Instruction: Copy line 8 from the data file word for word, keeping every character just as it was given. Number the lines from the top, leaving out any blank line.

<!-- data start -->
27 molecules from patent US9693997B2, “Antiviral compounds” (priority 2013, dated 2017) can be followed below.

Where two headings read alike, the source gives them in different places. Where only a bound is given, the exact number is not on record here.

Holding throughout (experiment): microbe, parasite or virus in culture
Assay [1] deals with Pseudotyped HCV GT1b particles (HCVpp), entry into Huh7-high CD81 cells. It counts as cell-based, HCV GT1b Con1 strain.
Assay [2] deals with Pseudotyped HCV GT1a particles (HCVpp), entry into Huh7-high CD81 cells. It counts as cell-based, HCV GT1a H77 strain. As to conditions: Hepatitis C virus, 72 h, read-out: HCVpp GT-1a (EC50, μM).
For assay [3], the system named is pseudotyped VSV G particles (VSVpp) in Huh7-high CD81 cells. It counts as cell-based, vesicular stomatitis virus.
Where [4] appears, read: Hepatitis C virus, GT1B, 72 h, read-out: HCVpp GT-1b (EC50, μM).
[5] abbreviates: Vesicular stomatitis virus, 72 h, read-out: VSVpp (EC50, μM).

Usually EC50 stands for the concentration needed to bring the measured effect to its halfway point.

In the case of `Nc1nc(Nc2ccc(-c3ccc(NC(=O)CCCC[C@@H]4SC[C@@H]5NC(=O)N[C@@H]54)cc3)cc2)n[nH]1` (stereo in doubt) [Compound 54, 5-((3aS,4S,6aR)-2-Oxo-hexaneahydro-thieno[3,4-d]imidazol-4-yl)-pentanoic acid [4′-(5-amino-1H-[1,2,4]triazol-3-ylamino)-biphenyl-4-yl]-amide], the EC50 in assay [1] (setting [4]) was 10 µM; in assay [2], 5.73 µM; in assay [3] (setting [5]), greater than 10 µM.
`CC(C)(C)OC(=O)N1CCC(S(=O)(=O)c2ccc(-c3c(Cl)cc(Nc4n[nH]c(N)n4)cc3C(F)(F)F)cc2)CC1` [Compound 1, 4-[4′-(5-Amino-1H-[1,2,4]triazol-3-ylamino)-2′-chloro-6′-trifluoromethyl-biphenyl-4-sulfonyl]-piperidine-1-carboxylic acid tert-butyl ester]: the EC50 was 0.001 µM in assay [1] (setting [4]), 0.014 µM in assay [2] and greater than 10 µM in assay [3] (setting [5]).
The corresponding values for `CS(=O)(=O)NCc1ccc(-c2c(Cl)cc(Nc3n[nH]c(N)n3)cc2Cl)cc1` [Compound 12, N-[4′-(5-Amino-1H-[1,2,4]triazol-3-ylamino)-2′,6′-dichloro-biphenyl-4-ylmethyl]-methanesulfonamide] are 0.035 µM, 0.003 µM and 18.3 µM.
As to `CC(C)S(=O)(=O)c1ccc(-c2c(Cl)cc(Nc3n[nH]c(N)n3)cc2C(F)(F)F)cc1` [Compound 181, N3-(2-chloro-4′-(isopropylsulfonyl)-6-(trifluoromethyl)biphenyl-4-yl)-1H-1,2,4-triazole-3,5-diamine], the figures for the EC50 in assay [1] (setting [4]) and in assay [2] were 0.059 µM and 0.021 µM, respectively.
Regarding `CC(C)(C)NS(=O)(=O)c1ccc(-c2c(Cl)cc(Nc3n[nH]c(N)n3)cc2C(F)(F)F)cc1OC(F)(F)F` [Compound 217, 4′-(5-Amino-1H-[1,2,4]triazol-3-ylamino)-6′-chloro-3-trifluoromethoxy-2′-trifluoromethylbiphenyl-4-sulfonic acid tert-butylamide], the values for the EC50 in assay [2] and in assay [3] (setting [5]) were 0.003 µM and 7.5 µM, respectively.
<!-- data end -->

[5] abbreviates: Vesicular stomatitis virus, 72 h, read-out: VSVpp (EC50, μM).